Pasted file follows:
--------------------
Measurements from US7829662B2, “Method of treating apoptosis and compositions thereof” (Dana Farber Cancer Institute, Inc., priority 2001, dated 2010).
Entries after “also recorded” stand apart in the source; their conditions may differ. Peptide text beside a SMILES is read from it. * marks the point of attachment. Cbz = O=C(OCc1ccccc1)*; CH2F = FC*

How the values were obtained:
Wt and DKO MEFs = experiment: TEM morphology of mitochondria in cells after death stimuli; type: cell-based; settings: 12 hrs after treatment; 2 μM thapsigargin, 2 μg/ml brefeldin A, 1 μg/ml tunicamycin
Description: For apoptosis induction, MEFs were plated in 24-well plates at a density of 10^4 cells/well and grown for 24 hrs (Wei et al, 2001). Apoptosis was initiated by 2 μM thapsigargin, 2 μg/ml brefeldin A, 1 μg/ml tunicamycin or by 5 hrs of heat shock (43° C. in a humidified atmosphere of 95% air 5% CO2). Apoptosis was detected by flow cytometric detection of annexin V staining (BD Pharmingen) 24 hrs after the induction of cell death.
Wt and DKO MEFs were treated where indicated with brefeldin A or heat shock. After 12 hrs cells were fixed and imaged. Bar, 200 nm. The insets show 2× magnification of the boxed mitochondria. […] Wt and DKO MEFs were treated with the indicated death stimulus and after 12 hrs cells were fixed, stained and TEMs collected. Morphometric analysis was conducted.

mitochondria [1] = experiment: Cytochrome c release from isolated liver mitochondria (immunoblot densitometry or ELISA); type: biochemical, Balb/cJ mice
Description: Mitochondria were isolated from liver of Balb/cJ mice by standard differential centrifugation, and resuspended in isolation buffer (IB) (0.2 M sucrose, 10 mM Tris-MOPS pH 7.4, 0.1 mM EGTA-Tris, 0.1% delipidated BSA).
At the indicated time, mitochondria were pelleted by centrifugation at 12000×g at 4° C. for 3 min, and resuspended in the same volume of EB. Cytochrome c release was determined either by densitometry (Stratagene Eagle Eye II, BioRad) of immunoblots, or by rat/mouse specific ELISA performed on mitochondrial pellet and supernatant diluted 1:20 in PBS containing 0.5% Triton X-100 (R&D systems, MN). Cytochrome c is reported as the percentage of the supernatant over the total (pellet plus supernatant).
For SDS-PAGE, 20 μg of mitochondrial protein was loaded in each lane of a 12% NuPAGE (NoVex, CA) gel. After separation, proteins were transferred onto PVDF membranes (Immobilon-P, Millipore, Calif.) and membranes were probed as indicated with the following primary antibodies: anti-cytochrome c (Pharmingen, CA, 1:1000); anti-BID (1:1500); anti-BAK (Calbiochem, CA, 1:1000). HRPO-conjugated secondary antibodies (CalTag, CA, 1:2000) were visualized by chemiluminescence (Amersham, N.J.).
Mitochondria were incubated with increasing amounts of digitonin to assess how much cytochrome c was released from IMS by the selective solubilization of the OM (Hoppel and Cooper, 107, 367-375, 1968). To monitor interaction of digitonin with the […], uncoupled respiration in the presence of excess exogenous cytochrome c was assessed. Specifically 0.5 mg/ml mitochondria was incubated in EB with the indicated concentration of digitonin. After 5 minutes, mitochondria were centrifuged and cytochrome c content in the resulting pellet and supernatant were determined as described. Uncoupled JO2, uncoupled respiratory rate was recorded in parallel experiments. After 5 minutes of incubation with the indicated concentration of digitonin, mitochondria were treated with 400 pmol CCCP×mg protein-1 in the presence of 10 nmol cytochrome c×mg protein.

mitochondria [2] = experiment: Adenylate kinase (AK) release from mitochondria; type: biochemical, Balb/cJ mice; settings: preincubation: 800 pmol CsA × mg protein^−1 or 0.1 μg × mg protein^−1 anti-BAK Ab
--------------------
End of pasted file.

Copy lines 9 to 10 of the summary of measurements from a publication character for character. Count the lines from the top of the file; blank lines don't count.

At the indicated time, mitochondria were pelleted by centrifugation at 12000×g at 4° C. for 3 min, and resuspended in the same volume of EB. Cytochrome c release was determined either by densitometry (Stratagene Eagle Eye II, BioRad) of immunoblots, or by rat/mouse specific ELISA performed on mitochondrial pellet and supernatant diluted 1:20 in PBS containing 0.5% Triton X-100 (R&D systems, MN). Cytochrome c is reported as the percentage of the supernatant over the total (pellet plus supernatant).
For SDS-PAGE, 20 μg of mitochondrial protein was loaded in each lane of a 12% NuPAGE (NoVex, CA) gel. After separation, proteins were transferred onto PVDF membranes (Immobilon-P, Millipore, Calif.) and membranes were probed as indicated with the following primary antibodies: anti-cytochrome c (Pharmingen, CA, 1:1000); anti-BID (1:1500); anti-BAK (Calbiochem, CA, 1:1000). HRPO-conjugated secondary antibodies (CalTag, CA, 1:2000) were visualized by chemiluminescence (Amersham, N.J.).